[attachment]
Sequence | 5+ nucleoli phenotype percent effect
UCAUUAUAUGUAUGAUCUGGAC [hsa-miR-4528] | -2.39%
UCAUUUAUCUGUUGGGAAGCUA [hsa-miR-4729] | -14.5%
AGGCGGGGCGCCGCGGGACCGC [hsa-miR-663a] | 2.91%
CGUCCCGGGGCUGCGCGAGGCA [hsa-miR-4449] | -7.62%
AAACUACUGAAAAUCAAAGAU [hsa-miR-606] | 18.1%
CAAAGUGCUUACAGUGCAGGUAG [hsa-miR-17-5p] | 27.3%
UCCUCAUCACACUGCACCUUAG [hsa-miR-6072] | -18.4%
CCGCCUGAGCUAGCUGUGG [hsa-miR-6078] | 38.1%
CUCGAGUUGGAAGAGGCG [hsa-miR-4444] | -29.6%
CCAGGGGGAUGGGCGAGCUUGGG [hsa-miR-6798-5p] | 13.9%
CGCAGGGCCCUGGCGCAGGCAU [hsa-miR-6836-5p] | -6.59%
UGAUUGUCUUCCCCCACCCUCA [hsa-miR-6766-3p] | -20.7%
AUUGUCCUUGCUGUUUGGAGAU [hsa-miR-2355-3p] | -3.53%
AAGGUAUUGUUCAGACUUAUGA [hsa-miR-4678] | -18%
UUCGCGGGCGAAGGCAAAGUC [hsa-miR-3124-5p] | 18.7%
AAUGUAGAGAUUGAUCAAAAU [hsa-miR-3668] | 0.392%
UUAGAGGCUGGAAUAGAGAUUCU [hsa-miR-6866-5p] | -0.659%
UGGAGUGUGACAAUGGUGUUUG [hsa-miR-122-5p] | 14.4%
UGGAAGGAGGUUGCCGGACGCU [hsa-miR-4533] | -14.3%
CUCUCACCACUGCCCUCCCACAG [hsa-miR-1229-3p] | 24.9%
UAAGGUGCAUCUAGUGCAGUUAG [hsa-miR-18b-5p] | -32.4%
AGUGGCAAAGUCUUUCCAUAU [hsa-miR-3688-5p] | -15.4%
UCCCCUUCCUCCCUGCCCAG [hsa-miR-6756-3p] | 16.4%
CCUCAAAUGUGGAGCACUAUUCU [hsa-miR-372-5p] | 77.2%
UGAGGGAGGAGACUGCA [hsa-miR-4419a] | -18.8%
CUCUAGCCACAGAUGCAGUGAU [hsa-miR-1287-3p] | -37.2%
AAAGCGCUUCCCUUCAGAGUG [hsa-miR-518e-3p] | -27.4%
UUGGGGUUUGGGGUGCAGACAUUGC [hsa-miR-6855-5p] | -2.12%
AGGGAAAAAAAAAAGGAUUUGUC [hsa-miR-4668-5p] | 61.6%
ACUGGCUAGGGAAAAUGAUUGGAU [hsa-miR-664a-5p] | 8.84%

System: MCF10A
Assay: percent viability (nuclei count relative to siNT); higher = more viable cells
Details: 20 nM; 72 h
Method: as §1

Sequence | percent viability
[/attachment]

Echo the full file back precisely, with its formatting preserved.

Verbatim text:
Sequence | 5+ nucleoli phenotype percent effect
UCAUUAUAUGUAUGAUCUGGAC [hsa-miR-4528] | -2.39%
UCAUUUAUCUGUUGGGAAGCUA [hsa-miR-4729] | -14.5%
AGGCGGGGCGCCGCGGGACCGC [hsa-miR-663a] | 2.91%
CGUCCCGGGGCUGCGCGAGGCA [hsa-miR-4449] | -7.62%
AAACUACUGAAAAUCAAAGAU [hsa-miR-606] | 18.1%
CAAAGUGCUUACAGUGCAGGUAG [hsa-miR-17-5p] | 27.3%
UCCUCAUCACACUGCACCUUAG [hsa-miR-6072] | -18.4%
CCGCCUGAGCUAGCUGUGG [hsa-miR-6078] | 38.1%
CUCGAGUUGGAAGAGGCG [hsa-miR-4444] | -29.6%
CCAGGGGGAUGGGCGAGCUUGGG [hsa-miR-6798-5p] | 13.9%
CGCAGGGCCCUGGCGCAGGCAU [hsa-miR-6836-5p] | -6.59%
UGAUUGUCUUCCCCCACCCUCA [hsa-miR-6766-3p] | -20.7%
AUUGUCCUUGCUGUUUGGAGAU [hsa-miR-2355-3p] | -3.53%
AAGGUAUUGUUCAGACUUAUGA [hsa-miR-4678] | -18%
UUCGCGGGCGAAGGCAAAGUC [hsa-miR-3124-5p] | 18.7%
AAUGUAGAGAUUGAUCAAAAU [hsa-miR-3668] | 0.392%
UUAGAGGCUGGAAUAGAGAUUCU [hsa-miR-6866-5p] | -0.659%
UGGAGUGUGACAAUGGUGUUUG [hsa-miR-122-5p] | 14.4%
UGGAAGGAGGUUGCCGGACGCU [hsa-miR-4533] | -14.3%
CUCUCACCACUGCCCUCCCACAG [hsa-miR-1229-3p] | 24.9%
UAAGGUGCAUCUAGUGCAGUUAG [hsa-miR-18b-5p] | -32.4%
AGUGGCAAAGUCUUUCCAUAU [hsa-miR-3688-5p] | -15.4%
UCCCCUUCCUCCCUGCCCAG [hsa-miR-6756-3p] | 16.4%
CCUCAAAUGUGGAGCACUAUUCU [hsa-miR-372-5p] | 77.2%
UGAGGGAGGAGACUGCA [hsa-miR-4419a] | -18.8%
CUCUAGCCACAGAUGCAGUGAU [hsa-miR-1287-3p] | -37.2%
AAAGCGCUUCCCUUCAGAGUG [hsa-miR-518e-3p] | -27.4%
UUGGGGUUUGGGGUGCAGACAUUGC [hsa-miR-6855-5p] | -2.12%
AGGGAAAAAAAAAAGGAUUUGUC [hsa-miR-4668-5p] | 61.6%
ACUGGCUAGGGAAAAUGAUUGGAU [hsa-miR-664a-5p] | 8.84%

System: MCF10A
Assay: percent viability (nuclei count relative to siNT); higher = more viable cells
Details: 20 nM; 72 h
Method: as §1

Sequence | percent viability